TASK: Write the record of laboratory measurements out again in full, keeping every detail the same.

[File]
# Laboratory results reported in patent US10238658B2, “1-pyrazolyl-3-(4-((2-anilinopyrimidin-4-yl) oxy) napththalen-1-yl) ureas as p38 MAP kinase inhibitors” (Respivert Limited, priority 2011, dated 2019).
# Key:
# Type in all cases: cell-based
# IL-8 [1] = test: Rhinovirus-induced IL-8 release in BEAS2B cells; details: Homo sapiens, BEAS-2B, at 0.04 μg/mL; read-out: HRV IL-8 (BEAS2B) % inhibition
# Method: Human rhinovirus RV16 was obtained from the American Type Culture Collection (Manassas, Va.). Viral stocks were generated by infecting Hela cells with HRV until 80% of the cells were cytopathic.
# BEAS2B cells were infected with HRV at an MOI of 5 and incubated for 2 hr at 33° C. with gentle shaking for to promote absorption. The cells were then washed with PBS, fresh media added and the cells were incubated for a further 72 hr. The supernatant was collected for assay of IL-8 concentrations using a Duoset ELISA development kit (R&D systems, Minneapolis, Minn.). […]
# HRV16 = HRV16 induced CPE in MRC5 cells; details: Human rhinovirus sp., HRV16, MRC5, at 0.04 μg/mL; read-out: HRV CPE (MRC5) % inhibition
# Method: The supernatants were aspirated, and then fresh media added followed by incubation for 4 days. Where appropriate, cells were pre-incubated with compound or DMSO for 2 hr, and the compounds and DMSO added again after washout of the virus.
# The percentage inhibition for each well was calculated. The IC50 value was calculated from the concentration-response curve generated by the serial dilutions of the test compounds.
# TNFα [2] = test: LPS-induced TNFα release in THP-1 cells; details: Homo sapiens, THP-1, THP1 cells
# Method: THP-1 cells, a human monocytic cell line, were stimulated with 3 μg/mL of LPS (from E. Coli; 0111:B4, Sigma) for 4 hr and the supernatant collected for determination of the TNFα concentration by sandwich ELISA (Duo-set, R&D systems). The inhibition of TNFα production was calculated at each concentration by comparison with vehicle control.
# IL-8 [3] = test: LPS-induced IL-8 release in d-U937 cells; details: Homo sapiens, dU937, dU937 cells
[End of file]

# Laboratory results reported in patent US10238658B2, “1-pyrazolyl-3-(4-((2-anilinopyrimidin-4-yl) oxy) napththalen-1-yl) ureas as p38 MAP kinase inhibitors” (Respivert Limited, priority 2011, dated 2019).
# Key:
# Type in all cases: cell-based
# IL-8 [1] = test: Rhinovirus-induced IL-8 release in BEAS2B cells; details: Homo sapiens, BEAS-2B, at 0.04 μg/mL; read-out: HRV IL-8 (BEAS2B) % inhibition
# Method: Human rhinovirus RV16 was obtained from the American Type Culture Collection (Manassas, Va.). Viral stocks were generated by infecting Hela cells with HRV until 80% of the cells were cytopathic.
# BEAS2B cells were infected with HRV at an MOI of 5 and incubated for 2 hr at 33° C. with gentle shaking for to promote absorption. The cells were then washed with PBS, fresh media added and the cells were incubated for a further 72 hr. The supernatant was collected for assay of IL-8 concentrations using a Duoset ELISA development kit (R&D systems, Minneapolis, Minn.). […]
# HRV16 = HRV16 induced CPE in MRC5 cells; details: Human rhinovirus sp., HRV16, MRC5, at 0.04 μg/mL; read-out: HRV CPE (MRC5) % inhibition
# Method: The supernatants were aspirated, and then fresh media added followed by incubation for 4 days. Where appropriate, cells were pre-incubated with compound or DMSO for 2 hr, and the compounds and DMSO added again after washout of the virus.
# The percentage inhibition for each well was calculated. The IC50 value was calculated from the concentration-response curve generated by the serial dilutions of the test compounds.
# TNFα [2] = test: LPS-induced TNFα release in THP-1 cells; details: Homo sapiens, THP-1, THP1 cells
# Method: THP-1 cells, a human monocytic cell line, were stimulated with 3 μg/mL of LPS (from E. Coli; 0111:B4, Sigma) for 4 hr and the supernatant collected for determination of the TNFα concentration by sandwich ELISA (Duo-set, R&D systems). The inhibition of TNFα production was calculated at each concentration by comparison with vehicle control.
# IL-8 [3] = test: LPS-induced IL-8 release in d-U937 cells; details: Homo sapiens, dU937, dU937 cells